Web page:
I can't get over how weak the audio is. The sound effects lack bass, the explosions lack punch, and the music rings hollow. Finally there's the lack of difficulty. On the Genesis it was extremely difficult to acquire valuable items like the "claw", shield, and "hunter" homing missiles. Here you can equip all three at once and cruise through a sizable chunk of the game. That said, Thunder Spirits has enough playability and variety to make it a respectable shooter by SNES standards. © Copyright 2017 The Video Game Critic.
As psyched as I was about this game, the packaging was a bit of a turnoff. Instead of a movie photo it has a comic-book style illustration, conveying the impression of a generic shooter with the Timecop license grafted on top of it. The game's introduction further perpetrates a fraud, describing a villain and plotline that have nothing to do with the film. With my expectations downtrodden, you can imagine my surprise when I found myself controlling a digitized version of JCVD himself!
I am utterly fascinated by the fact that this game uses live characters and digitized scenery. It's a concept rarely seen outside of the original Mortal Kombat games. Maybe there's a reason for that. The armed guards and gang members look great, but their movements look idiotic! They march around like they were robots or tin soldiers or something. The controls are difficult to grasp and hardly what I'd call "crisp".
It takes a second for our hero to execute a roundhouse kick, and by then he's usually been punched or shot. The jump kick is effective, but since you jump across the entire screen, it's hard to target an enemy. Your sweep kick is the safest option, as many enemies seem incapable of hitting anything below waist level. You're also equipped with a gun but ammo is hard to come by.
Timecop packs all the platform game cliches like leaky steam pipes, collapsing ledges, and floating platforms. The stages include a lab facility, New York City circa 1929, and an ugly futuristic L.A. The Washington DC stage is set in 2005, which means it was the future when the game was released but since has become the past. Yes, I know - I just blew your mind! The weirdest part of the game is an inexplicable underwater submarine shooting stage (apparently set under the San Andreas Fault).
Timecop reeks of badness, but it frequently veers into "so bad it's good territory". Once you grasp its quirks, it's fun to play for score. I love how the edgy synthesized soundtrack is peppered with goofy electronic samples. Is this a 16-bit platformer, or a parody of 16-bit platformers? Many regard it as garbage, but Timecop is a fascinating relic that transcends time and space. JCVD fans should definitely bump up the grade by a letter. © Copyright 2011 The Video Game Critic.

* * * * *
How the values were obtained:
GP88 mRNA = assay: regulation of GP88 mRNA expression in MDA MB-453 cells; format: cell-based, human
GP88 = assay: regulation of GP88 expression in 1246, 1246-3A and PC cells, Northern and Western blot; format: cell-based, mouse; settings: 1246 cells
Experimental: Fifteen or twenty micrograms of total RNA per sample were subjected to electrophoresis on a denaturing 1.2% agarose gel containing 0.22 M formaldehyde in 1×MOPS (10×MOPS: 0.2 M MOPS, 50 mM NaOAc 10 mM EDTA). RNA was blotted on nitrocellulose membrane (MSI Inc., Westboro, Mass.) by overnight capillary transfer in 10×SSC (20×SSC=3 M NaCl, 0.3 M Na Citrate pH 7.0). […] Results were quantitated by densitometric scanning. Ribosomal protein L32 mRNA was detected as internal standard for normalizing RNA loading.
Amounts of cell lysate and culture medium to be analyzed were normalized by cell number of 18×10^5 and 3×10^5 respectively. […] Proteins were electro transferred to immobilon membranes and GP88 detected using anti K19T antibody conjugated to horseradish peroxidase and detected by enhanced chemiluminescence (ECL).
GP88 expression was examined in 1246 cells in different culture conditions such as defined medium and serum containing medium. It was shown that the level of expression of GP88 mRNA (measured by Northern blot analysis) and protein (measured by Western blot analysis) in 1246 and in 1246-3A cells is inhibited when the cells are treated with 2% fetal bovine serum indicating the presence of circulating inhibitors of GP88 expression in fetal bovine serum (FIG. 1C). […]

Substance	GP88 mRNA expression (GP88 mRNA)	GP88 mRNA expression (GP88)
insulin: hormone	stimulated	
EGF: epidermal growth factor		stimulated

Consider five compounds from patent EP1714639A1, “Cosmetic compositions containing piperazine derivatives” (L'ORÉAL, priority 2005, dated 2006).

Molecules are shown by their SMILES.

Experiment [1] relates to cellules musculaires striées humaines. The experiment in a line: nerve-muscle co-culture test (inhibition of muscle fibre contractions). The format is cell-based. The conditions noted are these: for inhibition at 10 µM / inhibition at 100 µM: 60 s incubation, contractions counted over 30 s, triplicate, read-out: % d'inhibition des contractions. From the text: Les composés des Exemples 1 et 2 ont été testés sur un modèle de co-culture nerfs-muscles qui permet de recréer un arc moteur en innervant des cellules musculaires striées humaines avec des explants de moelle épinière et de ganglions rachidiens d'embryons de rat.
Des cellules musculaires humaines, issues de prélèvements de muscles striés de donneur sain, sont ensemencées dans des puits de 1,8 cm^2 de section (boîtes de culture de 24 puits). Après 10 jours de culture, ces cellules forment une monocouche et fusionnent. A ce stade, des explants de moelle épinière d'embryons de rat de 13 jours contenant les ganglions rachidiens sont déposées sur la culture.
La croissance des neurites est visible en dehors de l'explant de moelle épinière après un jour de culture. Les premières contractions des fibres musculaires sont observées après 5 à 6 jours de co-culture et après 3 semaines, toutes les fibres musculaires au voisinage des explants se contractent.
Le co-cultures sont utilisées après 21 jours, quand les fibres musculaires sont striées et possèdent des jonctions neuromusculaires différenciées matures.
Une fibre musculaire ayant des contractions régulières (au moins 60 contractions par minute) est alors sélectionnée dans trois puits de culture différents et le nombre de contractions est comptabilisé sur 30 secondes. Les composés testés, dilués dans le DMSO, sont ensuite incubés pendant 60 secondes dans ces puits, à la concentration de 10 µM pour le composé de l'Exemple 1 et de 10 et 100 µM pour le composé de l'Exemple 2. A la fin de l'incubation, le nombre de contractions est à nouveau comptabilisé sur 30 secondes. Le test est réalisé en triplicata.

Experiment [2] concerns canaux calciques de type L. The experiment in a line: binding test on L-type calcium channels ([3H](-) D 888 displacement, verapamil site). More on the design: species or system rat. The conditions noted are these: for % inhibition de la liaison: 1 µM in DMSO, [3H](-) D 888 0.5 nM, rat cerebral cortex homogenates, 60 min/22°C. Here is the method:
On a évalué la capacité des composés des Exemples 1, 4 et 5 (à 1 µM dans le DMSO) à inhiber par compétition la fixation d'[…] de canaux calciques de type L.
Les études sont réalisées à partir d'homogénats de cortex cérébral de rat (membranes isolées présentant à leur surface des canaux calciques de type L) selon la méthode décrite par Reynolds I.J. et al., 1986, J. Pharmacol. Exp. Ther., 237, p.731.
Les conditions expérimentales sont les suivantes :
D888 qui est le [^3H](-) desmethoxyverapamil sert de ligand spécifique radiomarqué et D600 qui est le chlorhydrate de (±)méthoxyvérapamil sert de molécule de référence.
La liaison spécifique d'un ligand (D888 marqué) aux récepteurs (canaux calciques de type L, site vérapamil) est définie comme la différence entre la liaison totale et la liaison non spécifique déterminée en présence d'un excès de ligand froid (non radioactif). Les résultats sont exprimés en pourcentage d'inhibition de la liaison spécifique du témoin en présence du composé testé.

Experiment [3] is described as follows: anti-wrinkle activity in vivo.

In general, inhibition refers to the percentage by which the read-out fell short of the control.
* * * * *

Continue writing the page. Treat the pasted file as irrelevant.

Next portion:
Certain stages offer a first-person perspective with a camera panning the landscape as colorful enemies pop up all over the place. In other stages you actually see Tinstar on the screen. He moves automatically but you use a crosshair to aim his shots and protect him from dynamite and swooping buzzards. It's a pretty neat concept! The fact that you can shatter lamps and spin signposts shows an attention to detail.
Between stages are verbose intermissions with humorous conversations between characters. You'll be tempted to skip these but I'd advise you to watch because they are funny and provide valuable clues. The one-on-one showdowns are a little confusing. First you need to shoot an icon and then you need to shoot your enemy - all in a split-second! That's nearly impossible with a normal controller.
Tinstar was clearly designed with the Super Scope light gun in mind. Yes, it's an unwieldy beast but it will improve your score and elevate your enjoyment of the game. I noticed the screen automatically brightens when you use the gun and unlike many light gun games, there are no annoying flashes. Tinstar turned out better than I expected. It's not terribly compelling but that Nintendo quality goes a long way. © Copyright 2015 The Video Game Critic.
Fine-tuned controls include a diving roll and a strafing move that's incredibly useful. Harry is armed with uzis, flame-throwers, shotguns, and grenades. There's no shortage of ammo, and I like how enemies splatter with blood and fall to the ground when shot. Just be careful not to shoot three civilians, because then you're forced to restart the level.
The background music is good, and the sound effects are remarkable. For example, when on the docks, you not only hear the water, but you can even hear the rats scurrying! Harry's partner (Tom Arnold) posts advice on the bottom of the screen and a password saves your progress. True Lies shows a lot of originality, and really captures the spirit of a great action film. © Copyright 2001 The Video Game Critic.